Voters across the nation will soon elect leaders to federal, state and local offices. Most often we hear candidates’ efforts and issues referred to as campaigns. The term is one of those unique words in the English language that can be used as a noun and a verb.
A campaign can be a series of military operations to achieve a particular objective, often confined to a specific territory, or involving a specified type of warfare. As both a noun and verb, in business the term campaign is more often described as an organized course of action to achieve a particular goal.
In marketing and sales we use the term campaign to describe the organized activities designed and executed to achieve a sales goal or marketing objective. Like many officers exercising military commands, we understand all too well that we can win several battles and still lose the war.
We like to think of promotional and sales programs as unique campaigns as we design, organize, execute and set priorities for expenditures. First, we start with a campaign title or identifier. This is an easy way for all departments and functions to stay informed on outbound and inbound activities related to the promotional efforts. It helps to use a “catchy” name or theme that reflects the objective or goal.
Next, we establish a time period when the campaign will be executed. As with most efforts, they start strong but often fade in terms of effectiveness. So it’s best to have a beginning and end in mind.
For instance, a campaign may be calendar-specific. A good example is the “pumpkin spice” season at the local coffee shop. It comes around in September and fades by Christmas when hot chocolate promotions make their seasonal debut.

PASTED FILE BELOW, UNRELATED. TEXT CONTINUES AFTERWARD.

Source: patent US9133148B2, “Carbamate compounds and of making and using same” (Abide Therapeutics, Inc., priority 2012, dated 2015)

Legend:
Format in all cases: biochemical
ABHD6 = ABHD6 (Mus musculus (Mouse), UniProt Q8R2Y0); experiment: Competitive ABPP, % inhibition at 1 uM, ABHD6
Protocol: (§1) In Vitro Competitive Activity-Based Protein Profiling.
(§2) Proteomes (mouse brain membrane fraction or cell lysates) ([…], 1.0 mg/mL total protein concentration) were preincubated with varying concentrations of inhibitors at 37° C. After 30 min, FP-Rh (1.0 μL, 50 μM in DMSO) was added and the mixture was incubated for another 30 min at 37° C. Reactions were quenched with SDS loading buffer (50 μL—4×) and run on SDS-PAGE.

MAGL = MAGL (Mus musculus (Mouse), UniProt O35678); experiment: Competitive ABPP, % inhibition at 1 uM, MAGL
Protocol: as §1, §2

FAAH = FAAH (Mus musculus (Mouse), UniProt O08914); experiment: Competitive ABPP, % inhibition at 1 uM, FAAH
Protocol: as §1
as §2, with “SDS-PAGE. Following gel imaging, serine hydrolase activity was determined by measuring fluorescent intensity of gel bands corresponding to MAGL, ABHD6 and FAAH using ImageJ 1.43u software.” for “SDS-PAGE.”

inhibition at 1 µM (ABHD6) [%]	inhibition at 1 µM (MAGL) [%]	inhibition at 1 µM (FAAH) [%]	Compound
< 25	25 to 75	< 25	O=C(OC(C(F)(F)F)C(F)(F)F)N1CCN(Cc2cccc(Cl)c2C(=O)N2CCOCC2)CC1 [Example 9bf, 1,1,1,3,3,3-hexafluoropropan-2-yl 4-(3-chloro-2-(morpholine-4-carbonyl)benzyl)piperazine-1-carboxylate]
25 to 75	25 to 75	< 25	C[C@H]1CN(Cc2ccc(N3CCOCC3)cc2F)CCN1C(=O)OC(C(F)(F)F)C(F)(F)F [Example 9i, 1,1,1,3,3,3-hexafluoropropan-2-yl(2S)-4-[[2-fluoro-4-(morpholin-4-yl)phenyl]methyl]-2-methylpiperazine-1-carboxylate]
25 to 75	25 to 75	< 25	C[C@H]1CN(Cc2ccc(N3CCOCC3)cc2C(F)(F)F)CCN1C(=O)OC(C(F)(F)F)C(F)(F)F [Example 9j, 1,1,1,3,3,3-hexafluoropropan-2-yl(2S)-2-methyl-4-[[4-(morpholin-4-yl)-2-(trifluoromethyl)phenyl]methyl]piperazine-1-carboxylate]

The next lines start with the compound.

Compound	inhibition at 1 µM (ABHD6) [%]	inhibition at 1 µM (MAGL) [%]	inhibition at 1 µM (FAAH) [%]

Another reason to keep promotional campaigns organized and measured by definitive time periods is so they can be correlated with budgeting or accounting periods and integrated into internal incentives. These might be sales force commissions or external promotional tools such as coupon redemptions and advertising spends for the defined period.
This strategic planning helps build-in the data metrics needed to calculate and evaluate profitability and return-on-investment (ROI) measures for the promotional campaign, whether it be in terms of dollars or percentages.
It’s important to identify the segment of the market or audience that is to be targeted. It’s not warfare, but you are competing for customers and share-of-wallet. Think about developing the right message and the right channel or media, and presenting it to the right audience (customer or client) at the right time and when they are most likely to be receptive.